NPR Calls 3D Printing “Miraculous” in All Things Considered Feature
NPR correspondent Zoe Chace filed a special report on All Things Considered about 3D printing. She interviews Shapeways CEO Peter Weijmarshausen, industry analyst Terry Wohlers, and author Chris Anderson.
This is the latest report from NPR. Back in June, they also discussed 3D printing.
Zoe Chace takes through what 3D printing can do, and calls it “miraculous”. In a matter of hours, you can print “stuff”, from shoes to bracelets to iPhone cases. She continues to say that it’s easy to see how 3D printing could have a radical impact on the economy.
Peter Weijmarshausen helps us understand what Shapeways’ role is in the 3D printing industry. Terry Wohlers talks about what 3D printing might replace, and what it won’t. Chris Anderson discusses how 3D printing will lead to the democratization of manufacturing.
You can listen to the full radio program or read the transcript below.
The first key to thinking about 3-D printers is this: Do not think printer. Think magic box that creates any object you can imagine.
In the box, razor-thin layers of powdered material (acrylic, nylon, silver, whatever) pile one on top of the other, and then, voila — you’ve got a shoe, or a cup, or a ring, or an iPhone case.
It’s miraculous to see. Press a button, make anything you want. But just how important is 3-D printing? Unlike earlier big-deal technologies (like, say, the tractor) 3-D printing won’t really replace what came before.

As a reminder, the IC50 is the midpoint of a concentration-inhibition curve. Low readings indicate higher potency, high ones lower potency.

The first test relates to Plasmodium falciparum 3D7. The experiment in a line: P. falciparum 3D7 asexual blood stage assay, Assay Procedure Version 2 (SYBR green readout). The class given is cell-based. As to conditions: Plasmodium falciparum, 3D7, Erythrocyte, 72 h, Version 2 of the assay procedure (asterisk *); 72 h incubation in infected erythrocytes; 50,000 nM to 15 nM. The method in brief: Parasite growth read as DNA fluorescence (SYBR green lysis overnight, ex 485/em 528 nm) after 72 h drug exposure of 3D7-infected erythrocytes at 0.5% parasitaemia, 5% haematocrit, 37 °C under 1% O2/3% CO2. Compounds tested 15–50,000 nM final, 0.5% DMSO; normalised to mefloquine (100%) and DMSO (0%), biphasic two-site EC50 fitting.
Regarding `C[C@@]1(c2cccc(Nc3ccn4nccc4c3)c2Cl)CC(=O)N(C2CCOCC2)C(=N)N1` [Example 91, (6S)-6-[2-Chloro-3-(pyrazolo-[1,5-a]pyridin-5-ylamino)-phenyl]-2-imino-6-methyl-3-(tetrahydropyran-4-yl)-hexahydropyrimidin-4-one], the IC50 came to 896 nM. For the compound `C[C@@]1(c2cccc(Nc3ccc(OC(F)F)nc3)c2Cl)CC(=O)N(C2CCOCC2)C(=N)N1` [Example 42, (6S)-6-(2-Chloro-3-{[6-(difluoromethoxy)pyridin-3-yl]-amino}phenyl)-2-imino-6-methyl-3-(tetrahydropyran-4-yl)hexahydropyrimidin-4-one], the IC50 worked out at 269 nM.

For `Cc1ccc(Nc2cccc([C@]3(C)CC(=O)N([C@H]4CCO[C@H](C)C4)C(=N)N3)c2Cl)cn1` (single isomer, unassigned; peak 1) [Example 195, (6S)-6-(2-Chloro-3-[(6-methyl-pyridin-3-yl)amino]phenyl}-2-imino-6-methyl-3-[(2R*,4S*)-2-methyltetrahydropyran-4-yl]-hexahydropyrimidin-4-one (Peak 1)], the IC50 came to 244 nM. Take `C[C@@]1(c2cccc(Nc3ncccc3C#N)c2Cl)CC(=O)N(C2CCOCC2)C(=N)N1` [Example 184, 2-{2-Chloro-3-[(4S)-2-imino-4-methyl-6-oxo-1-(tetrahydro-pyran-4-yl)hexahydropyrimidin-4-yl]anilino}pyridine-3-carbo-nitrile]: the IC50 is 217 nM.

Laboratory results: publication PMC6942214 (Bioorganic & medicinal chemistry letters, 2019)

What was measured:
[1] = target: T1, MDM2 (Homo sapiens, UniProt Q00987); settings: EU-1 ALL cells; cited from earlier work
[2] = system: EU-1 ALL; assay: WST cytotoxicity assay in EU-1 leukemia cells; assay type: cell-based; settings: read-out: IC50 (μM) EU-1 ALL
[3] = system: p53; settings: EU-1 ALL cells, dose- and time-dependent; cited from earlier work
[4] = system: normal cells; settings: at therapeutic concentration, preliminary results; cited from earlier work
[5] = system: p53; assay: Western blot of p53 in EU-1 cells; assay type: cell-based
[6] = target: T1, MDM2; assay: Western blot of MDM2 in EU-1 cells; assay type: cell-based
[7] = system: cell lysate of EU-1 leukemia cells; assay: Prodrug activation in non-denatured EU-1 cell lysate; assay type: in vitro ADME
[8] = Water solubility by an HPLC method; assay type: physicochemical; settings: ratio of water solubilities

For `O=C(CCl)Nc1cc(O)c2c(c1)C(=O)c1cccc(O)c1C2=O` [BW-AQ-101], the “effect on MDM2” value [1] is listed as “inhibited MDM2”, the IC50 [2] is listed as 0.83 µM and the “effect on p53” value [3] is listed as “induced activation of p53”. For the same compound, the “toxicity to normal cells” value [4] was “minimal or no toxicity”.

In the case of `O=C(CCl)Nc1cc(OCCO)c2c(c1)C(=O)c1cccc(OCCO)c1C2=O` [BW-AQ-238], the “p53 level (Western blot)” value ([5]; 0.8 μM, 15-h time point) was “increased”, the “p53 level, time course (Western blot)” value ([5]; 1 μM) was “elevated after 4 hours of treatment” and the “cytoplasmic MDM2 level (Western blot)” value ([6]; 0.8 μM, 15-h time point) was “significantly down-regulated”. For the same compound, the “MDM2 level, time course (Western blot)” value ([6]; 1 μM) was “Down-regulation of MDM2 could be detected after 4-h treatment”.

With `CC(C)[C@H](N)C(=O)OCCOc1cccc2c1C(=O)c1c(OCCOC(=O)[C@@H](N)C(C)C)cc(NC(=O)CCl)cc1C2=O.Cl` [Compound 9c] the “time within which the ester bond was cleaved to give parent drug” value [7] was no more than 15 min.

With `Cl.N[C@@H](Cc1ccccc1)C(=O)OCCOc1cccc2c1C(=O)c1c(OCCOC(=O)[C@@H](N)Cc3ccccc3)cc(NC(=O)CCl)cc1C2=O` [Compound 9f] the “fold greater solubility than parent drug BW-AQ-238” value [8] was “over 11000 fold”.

“If you’re producing trash cans or stadium seats, you’ll more than likely produce them the old way,” says analyst Terry Wohlers.
And for consumers, the economist Tyler Cowen points out, it’s still way easier to order something from Amazon than print it yourself — and that’s how people will buy things for the foreseeable future.
Still, 3D printing is amazingly powerful for personalized applications.
Right now, there are 30,000 people walking around with 3D printed titanium hips, which are less expensive than conventionally manufactured artificial hips.
Boosters of 3D printing dream of a day when printers can make new body parts. More prosaically, they talk about a day when every shirt, every dress, every pair of pants can be custom printed to perfectly fit each person.
Another thing to keep in mind about 3D printing: It democratizes who gets to be in the manufacturing business. You don’t need a giant factory and million-dollar machines. You just need $500 and a garage.
3D printing photo by DSTL UNR used under Creative Commons license.